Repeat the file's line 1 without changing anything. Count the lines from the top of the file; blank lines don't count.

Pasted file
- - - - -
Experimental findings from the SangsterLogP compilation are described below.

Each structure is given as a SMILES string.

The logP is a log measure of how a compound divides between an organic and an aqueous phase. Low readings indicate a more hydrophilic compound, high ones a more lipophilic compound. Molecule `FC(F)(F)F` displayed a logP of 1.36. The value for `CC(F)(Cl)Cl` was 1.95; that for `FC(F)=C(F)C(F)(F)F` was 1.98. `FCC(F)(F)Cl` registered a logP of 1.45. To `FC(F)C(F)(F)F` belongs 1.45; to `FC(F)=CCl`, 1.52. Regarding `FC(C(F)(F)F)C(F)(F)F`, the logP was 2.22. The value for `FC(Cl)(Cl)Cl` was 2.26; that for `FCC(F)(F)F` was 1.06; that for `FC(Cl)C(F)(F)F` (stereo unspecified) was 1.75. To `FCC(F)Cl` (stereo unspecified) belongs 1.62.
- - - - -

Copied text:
Experimental findings from the SangsterLogP compilation are described below.